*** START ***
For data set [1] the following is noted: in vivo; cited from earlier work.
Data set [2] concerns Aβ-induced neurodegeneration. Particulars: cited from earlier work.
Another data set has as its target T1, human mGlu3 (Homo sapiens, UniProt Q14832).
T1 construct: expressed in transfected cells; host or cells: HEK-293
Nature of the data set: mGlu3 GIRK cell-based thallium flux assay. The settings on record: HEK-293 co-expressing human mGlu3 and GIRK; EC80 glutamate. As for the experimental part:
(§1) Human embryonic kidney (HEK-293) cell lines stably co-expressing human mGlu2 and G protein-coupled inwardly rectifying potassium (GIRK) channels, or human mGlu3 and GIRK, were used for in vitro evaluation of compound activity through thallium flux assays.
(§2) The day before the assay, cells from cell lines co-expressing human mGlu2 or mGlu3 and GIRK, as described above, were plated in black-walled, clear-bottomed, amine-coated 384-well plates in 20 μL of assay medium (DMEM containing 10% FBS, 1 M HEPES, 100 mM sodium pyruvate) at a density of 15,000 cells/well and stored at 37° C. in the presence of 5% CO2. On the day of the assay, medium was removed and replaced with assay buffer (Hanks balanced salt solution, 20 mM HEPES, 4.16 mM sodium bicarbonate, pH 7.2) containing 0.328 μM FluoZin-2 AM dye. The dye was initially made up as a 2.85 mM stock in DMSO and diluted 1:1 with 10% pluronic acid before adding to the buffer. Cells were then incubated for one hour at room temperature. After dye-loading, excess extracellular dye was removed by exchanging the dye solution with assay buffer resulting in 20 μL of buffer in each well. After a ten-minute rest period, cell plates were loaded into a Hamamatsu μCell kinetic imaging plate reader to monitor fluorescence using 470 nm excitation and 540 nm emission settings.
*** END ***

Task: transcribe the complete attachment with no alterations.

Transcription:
For data set [1] the following is noted: in vivo; cited from earlier work.
Data set [2] concerns Aβ-induced neurodegeneration. Particulars: cited from earlier work.
Another data set has as its target T1, human mGlu3 (Homo sapiens, UniProt Q14832).
T1 construct: expressed in transfected cells; host or cells: HEK-293
Nature of the data set: mGlu3 GIRK cell-based thallium flux assay. The settings on record: HEK-293 co-expressing human mGlu3 and GIRK; EC80 glutamate. As for the experimental part:
(§1) Human embryonic kidney (HEK-293) cell lines stably co-expressing human mGlu2 and G protein-coupled inwardly rectifying potassium (GIRK) channels, or human mGlu3 and GIRK, were used for in vitro evaluation of compound activity through thallium flux assays.
(§2) The day before the assay, cells from cell lines co-expressing human mGlu2 or mGlu3 and GIRK, as described above, were plated in black-walled, clear-bottomed, amine-coated 384-well plates in 20 μL of assay medium (DMEM containing 10% FBS, 1 M HEPES, 100 mM sodium pyruvate) at a density of 15,000 cells/well and stored at 37° C. in the presence of 5% CO2. On the day of the assay, medium was removed and replaced with assay buffer (Hanks balanced salt solution, 20 mM HEPES, 4.16 mM sodium bicarbonate, pH 7.2) containing 0.328 μM FluoZin-2 AM dye. The dye was initially made up as a 2.85 mM stock in DMSO and diluted 1:1 with 10% pluronic acid before adding to the buffer. Cells were then incubated for one hour at room temperature. After dye-loading, excess extracellular dye was removed by exchanging the dye solution with assay buffer resulting in 20 μL of buffer in each well. After a ten-minute rest period, cell plates were loaded into a Hamamatsu μCell kinetic imaging plate reader to monitor fluorescence using 470 nm excitation and 540 nm emission settings.